Laws and Insurance May Mean Bad News for 'Bad Dogs'
Local laws and insurance companies bite back.
Patricia Moore |
Posted: Thu Dec 7 00:00:00 PST 2000
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Breed-specific laws discriminate against responsible owners who properly train and socialize their dogs, said Wayne Hunthausen, DVM, director of animal behavior consultation at the Westwood (Kan.) Animal Hospital.
"Any dog at any time, anywhere can bite if provoked," said Dr. Hunthausen, who created Learning to Be Safe with Animals: Dogs, Cats and Kids, a children's video about interacting with family pets and handling strange dogs. Many animal behaviorists and dog organization leaders argue "vicious breed" laws do not stop attacks. They say such laws only incite fear, kill thousands of healthy, innocent dogs and prevent proper veterinary care because the breed has been outlawed in those particular municipalities. To counter, they seek laws that deal with proven dangerous dogs of any breed and punishment for owners who allow their dogs to roam unleashed. They also conduct educational crusades for dog owners and children, whose size and curious instigation make them the most frequent victims of dog bites.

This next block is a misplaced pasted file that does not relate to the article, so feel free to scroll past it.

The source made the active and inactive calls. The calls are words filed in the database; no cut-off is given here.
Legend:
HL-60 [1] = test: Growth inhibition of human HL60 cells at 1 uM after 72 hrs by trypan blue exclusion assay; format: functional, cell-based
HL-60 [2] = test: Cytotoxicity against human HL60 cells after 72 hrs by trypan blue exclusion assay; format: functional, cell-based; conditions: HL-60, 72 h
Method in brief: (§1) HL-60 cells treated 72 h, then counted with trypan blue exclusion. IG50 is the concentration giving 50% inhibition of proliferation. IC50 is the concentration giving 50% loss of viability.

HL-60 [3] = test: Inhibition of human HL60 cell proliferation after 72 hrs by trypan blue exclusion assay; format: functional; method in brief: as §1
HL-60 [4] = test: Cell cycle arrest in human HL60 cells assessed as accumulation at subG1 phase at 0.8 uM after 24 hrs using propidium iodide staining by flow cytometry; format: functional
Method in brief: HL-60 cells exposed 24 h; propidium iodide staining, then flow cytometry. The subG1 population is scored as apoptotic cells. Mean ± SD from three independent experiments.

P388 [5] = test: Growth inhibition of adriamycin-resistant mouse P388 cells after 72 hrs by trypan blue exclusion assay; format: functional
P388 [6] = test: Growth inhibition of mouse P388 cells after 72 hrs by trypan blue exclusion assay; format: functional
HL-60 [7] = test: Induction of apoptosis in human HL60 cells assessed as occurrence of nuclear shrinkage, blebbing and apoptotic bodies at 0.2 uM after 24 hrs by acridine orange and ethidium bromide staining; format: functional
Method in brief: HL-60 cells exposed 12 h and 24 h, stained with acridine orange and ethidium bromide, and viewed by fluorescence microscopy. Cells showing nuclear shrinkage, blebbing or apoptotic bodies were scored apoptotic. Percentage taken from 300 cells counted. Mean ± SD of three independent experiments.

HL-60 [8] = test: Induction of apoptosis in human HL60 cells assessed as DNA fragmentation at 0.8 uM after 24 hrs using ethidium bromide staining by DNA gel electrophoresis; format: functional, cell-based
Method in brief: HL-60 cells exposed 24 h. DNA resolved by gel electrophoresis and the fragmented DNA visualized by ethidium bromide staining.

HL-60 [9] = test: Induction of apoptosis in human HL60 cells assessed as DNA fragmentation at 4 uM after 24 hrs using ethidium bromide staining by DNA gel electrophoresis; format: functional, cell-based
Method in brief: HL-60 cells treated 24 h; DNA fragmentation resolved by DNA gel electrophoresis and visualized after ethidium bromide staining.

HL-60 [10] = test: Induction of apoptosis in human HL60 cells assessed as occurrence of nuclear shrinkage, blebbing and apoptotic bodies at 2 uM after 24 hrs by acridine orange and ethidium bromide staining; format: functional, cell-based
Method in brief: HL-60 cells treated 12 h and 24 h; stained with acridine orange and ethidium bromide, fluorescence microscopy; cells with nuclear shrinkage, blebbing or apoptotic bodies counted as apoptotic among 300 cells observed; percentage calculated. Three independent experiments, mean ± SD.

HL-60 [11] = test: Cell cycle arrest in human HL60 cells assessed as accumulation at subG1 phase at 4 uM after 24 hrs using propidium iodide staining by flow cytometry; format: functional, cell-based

"There is absolutely no breed in which all the dogs in that breed are vicious," said Gordon Carvill, president of the American Dog Owners Association, a New York-based group that has fought against breed-specific laws for more than 20 years.
The nation's 58 million dog owners must take responsibility in training and socializing their pets or recognize the consequences if their dog should bite someoneeven on their own property.
Attorney Michael Rotsten, who specializes in animal law in Encino, Calif., twice saved Boo, a Bull Mastiff, from court-ordered death sentences. A neighbor boy, despite repeated warnings not to enter the garage of Boo's owner, did so one time at dusk and startled the dog, Rosten said. The 140-pound Mastiff leaped on his hind legs and pinned the 100-pound boy against the garage wall. Two doctors testified the scratches on the boy's head were claw marks, not bites, but city officials still wanted Boo declared vicious and euthanized.
"If Boo wanted to kill him, in just one bite, he could have broken the kid's neck to pieces, but Bull Mastiffs are bred to pin intruders and not let go until their owners arrive," Rotsten said. "We saved Boo, but my client was so afraid of reprisal that he sold his home and moved."
Owner neglect can even lead to jail time. A Kansas woman was sentenced to 12 years in prison for unintentional second-degree murder after her three roaming Rottweilers mauled and killed an 11-year-old boy waiting for the school bus in 1997.Page 1 | 2 | 3
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